You need to forgive in order to move forward
By Michele Provenzano, Staff Writer
Forgiveness is about you—the one doing the forgiving. It does not say anything about the person you forgive. It does not mean what they did was okay or acceptable. It does not mean you welcome them back into your life or that you’d like to be on friendly terms again. To me, forgiving is something you need to do to move forward.
Forgiveness is not sacrificing your strength. It is simply making a promise to yourself to no longer ruminate on the pain of the past, which is an incredibly healthy decision to make.
Research shows that being forgiving of others makes you happier and generally healthier. It improves physical health by reducing the negative effects of stress on the body. In terms of mental health, incorporating a focus on forgiveness into therapy can improve a person’s experience with depression and anxiety and increase a sense of hope.
A psychological definition of forgiveness is a choice one makes to let go of negative feelings toward a person who has harmed you, regardless if they are truly deserving of forgiveness or not. This process entirely concerns the forgiver; the forgivee is of little relevance.
Some may be reluctant to grant others forgiveness. For people who feel like they’ve been too forgiving, too lenient, and have let people walk over them in the past, forgiveness can be scary. Once you decide to work on improving your boundary-setting and standing up for yourself more often, the thought of forgiving someone who mistreated you can seem like it would be taking a step backwards.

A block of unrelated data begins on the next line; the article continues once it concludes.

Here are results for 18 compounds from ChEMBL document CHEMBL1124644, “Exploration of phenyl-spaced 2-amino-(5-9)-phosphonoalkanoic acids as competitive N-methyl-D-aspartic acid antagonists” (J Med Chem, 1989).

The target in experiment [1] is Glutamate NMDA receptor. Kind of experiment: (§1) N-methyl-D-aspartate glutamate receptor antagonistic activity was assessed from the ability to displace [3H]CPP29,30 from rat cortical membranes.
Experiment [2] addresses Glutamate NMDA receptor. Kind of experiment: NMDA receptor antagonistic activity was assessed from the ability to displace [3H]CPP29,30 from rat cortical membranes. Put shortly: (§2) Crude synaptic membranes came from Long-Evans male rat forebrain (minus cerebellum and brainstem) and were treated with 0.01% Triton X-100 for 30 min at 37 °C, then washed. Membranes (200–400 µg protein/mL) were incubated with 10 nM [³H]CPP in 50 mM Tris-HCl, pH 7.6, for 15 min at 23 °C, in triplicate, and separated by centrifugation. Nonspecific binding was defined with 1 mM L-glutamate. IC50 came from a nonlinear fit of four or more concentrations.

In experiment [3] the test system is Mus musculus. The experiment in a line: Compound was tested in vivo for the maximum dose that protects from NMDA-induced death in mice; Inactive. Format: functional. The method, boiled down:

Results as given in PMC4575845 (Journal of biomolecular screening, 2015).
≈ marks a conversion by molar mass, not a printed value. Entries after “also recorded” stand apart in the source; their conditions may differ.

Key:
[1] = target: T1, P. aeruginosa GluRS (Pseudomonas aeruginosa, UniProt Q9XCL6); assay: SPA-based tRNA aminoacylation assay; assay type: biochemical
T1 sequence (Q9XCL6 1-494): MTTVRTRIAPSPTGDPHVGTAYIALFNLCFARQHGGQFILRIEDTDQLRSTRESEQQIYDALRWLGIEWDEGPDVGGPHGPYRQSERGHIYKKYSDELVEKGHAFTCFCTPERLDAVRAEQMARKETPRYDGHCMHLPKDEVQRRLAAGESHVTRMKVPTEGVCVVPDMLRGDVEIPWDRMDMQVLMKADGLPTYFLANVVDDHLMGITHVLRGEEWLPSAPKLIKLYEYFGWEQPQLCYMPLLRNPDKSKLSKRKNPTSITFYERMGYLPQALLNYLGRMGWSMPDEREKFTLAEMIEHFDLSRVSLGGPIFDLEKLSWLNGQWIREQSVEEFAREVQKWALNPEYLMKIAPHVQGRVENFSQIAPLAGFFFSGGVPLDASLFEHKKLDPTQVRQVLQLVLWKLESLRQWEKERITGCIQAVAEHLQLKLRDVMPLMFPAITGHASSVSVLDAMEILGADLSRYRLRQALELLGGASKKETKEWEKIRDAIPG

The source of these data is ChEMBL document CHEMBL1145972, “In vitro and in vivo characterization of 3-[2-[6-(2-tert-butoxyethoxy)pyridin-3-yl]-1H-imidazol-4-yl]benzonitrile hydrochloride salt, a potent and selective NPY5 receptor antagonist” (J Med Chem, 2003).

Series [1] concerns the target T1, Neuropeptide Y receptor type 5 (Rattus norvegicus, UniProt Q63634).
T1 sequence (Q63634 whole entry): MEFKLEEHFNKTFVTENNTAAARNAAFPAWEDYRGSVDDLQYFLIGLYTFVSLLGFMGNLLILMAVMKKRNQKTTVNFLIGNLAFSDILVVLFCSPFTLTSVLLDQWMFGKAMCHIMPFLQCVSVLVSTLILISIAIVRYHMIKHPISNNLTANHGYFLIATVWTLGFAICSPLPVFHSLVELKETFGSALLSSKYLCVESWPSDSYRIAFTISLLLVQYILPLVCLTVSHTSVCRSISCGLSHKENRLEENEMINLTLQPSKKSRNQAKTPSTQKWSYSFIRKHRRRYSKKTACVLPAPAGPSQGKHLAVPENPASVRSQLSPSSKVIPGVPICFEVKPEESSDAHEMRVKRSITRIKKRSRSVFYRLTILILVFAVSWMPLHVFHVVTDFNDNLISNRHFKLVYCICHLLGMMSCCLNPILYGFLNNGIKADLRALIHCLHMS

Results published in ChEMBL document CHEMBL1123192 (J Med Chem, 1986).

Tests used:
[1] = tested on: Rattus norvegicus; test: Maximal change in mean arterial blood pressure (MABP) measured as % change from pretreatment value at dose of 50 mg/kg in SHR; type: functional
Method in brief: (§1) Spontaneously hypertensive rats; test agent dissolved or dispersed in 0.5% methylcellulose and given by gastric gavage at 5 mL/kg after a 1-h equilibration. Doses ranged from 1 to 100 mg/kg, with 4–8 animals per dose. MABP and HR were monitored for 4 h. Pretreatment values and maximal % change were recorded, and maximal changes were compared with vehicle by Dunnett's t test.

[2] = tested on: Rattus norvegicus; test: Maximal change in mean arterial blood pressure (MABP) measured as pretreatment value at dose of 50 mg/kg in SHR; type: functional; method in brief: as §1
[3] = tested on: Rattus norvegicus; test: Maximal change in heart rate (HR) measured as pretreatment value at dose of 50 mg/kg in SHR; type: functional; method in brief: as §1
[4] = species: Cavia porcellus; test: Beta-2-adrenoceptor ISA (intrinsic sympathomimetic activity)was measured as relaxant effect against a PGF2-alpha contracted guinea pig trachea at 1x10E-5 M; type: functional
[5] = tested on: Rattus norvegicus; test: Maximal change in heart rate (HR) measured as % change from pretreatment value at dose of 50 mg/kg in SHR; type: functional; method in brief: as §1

But forgiving someone and standing up for yourself are not mutually exclusive. It doesn’t strip you of your power, make you weak, or let the other person “win” like some people may think. It doesn’t mean anything about the other person. They’re not involved. Forgiveness doesn’t necessarily have to leave your realm and touch theirs; you can forgive someone without letting them know. You are not responsible for alleviating another of the guilt they feel for the way they mistreated you. Perhaps you feel they don’t deserve to be notified of your forgiveness, which is perfectly valid.
Forgiveness is your choice—it is something you can hold within yourself. You can choose to share it with the one being forgiven if you’d like, and doing so would be going above and beyond in an extension of kindness. However, you are not required to do good deeds for people who have harmed you.
An apology does not require a response of “it’s okay” if it’s not. Likewise, it does not require an “apology accepted” or an “I forgive you.” Forgiveness is not something you owe the other person. I think it is something you owe yourself if you want to keep moving forward.
To me, forgiveness means refusing to dwell on pent-up anger, resentment, and grudges—and instead letting those feelings dissolve. It’s hard, but it isn’t one-size-fits-all. It’s customizable and can mean whatever you’d like it to. You’re allowed to forgive for you, and you only.